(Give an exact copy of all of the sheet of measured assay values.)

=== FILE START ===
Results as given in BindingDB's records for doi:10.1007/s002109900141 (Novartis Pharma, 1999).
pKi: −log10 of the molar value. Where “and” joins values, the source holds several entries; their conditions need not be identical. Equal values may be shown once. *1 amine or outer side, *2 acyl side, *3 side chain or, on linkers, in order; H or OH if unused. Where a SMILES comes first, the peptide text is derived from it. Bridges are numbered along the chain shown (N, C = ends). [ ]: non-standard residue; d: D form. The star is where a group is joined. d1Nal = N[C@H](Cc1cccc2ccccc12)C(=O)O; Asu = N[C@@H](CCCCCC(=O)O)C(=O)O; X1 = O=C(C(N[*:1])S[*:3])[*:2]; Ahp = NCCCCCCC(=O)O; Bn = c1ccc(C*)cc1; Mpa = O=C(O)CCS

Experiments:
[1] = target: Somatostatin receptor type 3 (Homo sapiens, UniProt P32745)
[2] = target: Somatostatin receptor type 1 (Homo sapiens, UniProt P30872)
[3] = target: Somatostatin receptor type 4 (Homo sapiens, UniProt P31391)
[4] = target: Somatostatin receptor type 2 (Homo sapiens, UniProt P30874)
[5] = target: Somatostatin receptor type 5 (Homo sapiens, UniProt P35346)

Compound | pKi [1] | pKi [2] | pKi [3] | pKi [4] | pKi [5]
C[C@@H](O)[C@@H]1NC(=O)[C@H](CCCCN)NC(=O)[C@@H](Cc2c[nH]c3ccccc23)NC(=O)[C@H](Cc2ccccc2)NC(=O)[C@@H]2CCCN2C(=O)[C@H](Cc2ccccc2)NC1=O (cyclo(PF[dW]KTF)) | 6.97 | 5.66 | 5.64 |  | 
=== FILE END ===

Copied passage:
Results as given in BindingDB's records for doi:10.1007/s002109900141 (Novartis Pharma, 1999).
pKi: −log10 of the molar value. Where “and” joins values, the source holds several entries; their conditions need not be identical. Equal values may be shown once. *1 amine or outer side, *2 acyl side, *3 side chain or, on linkers, in order; H or OH if unused. Where a SMILES comes first, the peptide text is derived from it. Bridges are numbered along the chain shown (N, C = ends). [ ]: non-standard residue; d: D form. The star is where a group is joined. d1Nal = N[C@H](Cc1cccc2ccccc12)C(=O)O; Asu = N[C@@H](CCCCCC(=O)O)C(=O)O; X1 = O=C(C(N[*:1])S[*:3])[*:2]; Ahp = NCCCCCCC(=O)O; Bn = c1ccc(C*)cc1; Mpa = O=C(O)CCS

Experiments:
[1] = target: Somatostatin receptor type 3 (Homo sapiens, UniProt P32745)
[2] = target: Somatostatin receptor type 1 (Homo sapiens, UniProt P30872)
[3] = target: Somatostatin receptor type 4 (Homo sapiens, UniProt P31391)
[4] = target: Somatostatin receptor type 2 (Homo sapiens, UniProt P30874)
[5] = target: Somatostatin receptor type 5 (Homo sapiens, UniProt P35346)

Compound | pKi [1] | pKi [2] | pKi [3] | pKi [4] | pKi [5]
C[C@@H](O)[C@@H]1NC(=O)[C@H](CCCCN)NC(=O)[C@@H](Cc2c[nH]c3ccccc23)NC(=O)[C@H](Cc2ccccc2)NC(=O)[C@@H]2CCCN2C(=O)[C@H](Cc2ccccc2)NC1=O (cyclo(PF[dW]KTF)) | 6.97 | 5.66 | 5.64 |  | 